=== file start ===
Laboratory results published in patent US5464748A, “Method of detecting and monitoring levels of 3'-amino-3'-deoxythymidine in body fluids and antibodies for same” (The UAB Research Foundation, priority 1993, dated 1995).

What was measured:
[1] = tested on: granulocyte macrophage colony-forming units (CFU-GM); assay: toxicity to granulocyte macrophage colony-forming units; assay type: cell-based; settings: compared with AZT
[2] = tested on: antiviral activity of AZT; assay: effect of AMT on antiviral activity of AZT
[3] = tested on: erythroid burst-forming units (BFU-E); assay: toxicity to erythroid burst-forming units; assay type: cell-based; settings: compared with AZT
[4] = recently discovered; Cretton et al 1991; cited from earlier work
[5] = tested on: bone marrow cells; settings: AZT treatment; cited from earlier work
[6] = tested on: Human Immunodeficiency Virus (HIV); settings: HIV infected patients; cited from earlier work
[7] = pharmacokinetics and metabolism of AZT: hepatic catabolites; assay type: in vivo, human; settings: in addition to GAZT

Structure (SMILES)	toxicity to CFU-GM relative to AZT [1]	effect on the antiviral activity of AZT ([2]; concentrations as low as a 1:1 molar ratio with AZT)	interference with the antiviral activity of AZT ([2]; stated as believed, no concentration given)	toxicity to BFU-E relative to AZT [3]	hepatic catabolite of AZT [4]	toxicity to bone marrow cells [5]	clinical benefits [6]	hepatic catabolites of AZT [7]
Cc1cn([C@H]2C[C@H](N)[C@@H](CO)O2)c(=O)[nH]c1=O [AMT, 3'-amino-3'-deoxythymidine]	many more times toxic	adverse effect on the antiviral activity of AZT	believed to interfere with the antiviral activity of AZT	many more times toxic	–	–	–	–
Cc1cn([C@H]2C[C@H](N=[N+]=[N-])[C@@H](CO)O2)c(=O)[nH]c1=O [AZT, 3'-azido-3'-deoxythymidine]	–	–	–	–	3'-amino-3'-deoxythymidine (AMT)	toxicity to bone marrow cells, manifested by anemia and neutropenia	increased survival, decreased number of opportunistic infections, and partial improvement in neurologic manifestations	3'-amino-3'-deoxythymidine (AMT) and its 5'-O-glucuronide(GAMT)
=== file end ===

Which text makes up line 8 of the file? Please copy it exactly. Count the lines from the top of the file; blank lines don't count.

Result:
[6] = tested on: Human Immunodeficiency Virus (HIV); settings: HIV infected patients; cited from earlier work